This is such a delicious, hearty, no non-sense recipe, perfect for rainy days. And for that kind of comfort food, I always trust in the one and only Jamie Oliver. When it comes to unpretentious, simple cooking, he knows what he’s doing.
Because simple is great, but without the right ingredients and guidance, it’s easy to take a wrong turn and just end up with bland.
So along with my Jamie Oliver cookbooks, I keep a small list of go-to ingredients in the house at all times, and they rarely let me down.
No matter what the dish, I can almost always depend on lemon, maldon salt, and good quality olive oil to bring a dish together in peaceful, (lemony, salty) harmony.
(I know this kind of looks like baby food, but looks can be deceiving, I promise.)
- 3 celery sticks, trimmed and finely chopped
- 2 onions, peeled and finely chopped
- 1/2 teaspoon dried thyme
- 1/2 teaspoon dried oregano or marjoram
- 1 pound dried yellow or green split peas, washed
- 250 grams basic deli ham (I used black forest)
- 6.5 cups stock (chicken or veg, whatever you’ve got)
- Sea salt
- Cracked black pepper
- Olive oil
Season the onions, but watch the salt on this recipe. With the stock and the ham, it gets nice and salty on its own, so don’t get too sodium-happy until the end when you’ve tasted it. Turn the heat down a little and simmer away for about 10 minutes, until soft, but not browned.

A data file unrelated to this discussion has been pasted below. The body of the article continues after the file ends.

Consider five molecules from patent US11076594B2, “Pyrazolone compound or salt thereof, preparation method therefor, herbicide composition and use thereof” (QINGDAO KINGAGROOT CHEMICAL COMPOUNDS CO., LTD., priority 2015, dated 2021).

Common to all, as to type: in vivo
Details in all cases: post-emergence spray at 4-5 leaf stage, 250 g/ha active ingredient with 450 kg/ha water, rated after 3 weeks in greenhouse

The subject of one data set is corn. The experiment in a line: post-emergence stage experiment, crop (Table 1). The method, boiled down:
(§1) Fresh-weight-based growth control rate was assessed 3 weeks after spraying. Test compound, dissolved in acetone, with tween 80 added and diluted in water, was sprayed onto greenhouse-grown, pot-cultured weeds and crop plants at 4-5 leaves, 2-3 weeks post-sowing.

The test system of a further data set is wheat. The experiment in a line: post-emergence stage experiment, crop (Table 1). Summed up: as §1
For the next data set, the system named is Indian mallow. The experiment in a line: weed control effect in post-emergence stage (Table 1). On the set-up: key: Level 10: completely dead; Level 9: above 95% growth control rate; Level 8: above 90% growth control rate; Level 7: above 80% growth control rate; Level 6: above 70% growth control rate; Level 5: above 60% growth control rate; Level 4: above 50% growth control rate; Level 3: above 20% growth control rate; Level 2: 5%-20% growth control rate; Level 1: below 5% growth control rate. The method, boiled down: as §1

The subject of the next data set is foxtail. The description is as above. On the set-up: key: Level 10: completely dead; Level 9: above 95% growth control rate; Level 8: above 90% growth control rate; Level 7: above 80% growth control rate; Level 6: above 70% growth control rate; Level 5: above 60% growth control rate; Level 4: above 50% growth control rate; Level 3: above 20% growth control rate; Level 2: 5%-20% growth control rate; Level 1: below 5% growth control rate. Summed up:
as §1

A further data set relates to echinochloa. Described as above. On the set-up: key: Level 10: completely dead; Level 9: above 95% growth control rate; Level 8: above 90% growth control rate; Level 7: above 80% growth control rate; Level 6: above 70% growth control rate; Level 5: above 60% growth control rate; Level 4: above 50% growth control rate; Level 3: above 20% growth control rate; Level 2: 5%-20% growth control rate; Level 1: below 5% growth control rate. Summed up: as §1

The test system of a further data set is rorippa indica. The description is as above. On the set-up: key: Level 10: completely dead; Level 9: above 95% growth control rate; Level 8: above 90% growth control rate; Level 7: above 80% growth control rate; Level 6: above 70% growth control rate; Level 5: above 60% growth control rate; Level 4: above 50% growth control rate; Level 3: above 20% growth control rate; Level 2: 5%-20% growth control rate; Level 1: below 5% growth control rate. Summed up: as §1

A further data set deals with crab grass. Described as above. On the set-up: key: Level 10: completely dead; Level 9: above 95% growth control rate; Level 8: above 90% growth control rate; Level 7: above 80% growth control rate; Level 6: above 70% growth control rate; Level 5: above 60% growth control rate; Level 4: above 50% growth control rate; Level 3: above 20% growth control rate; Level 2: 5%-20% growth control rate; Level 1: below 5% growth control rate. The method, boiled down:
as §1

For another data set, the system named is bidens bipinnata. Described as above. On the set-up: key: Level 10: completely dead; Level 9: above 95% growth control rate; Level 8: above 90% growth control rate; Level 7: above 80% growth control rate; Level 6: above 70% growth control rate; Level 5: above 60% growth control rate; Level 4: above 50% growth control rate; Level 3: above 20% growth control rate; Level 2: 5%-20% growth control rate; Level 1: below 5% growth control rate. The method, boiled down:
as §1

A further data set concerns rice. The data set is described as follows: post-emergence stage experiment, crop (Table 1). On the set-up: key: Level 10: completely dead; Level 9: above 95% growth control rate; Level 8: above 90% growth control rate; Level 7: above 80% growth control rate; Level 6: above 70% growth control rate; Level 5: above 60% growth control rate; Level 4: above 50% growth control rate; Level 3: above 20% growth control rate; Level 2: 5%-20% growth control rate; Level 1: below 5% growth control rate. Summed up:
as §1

Add your washed peas, pour in all your stock, and bring to a boil. This recipe called for chicken stock, which I didn’t have. But I had a batch of simple veg stock, and some very rich lamb stock, so I used a combo of those.Â I figure chickens falls somewhere between vegetables and lambs on the food chain. Reduce the heat to a gentle simmer, put the lid on your pan, and cook for about 50 minutes.
The recipe calls for just a big, old 9 oz piece of ham, which gets added at this stage in the cooking process. You would then take it out later and pull it apart with tongs, chopping it up, and stirring in the shredded ham at the end. I’m sure this adds to the overall flavour of the soup by cooking the ham in the stock the whole time, so if you’re going for a shop, why not get a nice ham hock.
You could also just do a plain split pea soup, and leave out the ham altogether.
Once the peas are nice and soft, roughly mash them up with a potato masher, making it soupy, but also leaving a nice texture. If you’re doing the lazy ham method like me, you can stir in your chopped ham now.Â Have a slurp to check the seasoning, and add salt and pepper as needed.
Serve this up in a bowl with a drizzle of olive oil, a piece of buttered toast, and a dollop of good quality mustard* on the side. I can’t take credit for this last minute add-on (praise be to Jamie O, as usual), but it adds an amazing little kick. Just dunk a corner of your toast in the mustard, and then in the soup, and then in your mouth. You’ll be glad you did.
* Meat & BreadÂ has an incredible house made mustard that they sell by the jar. A few more pennies than you’d spend at your average grocery store, but so so worth it. You should also just go there for lunch because their sandwiches are killer.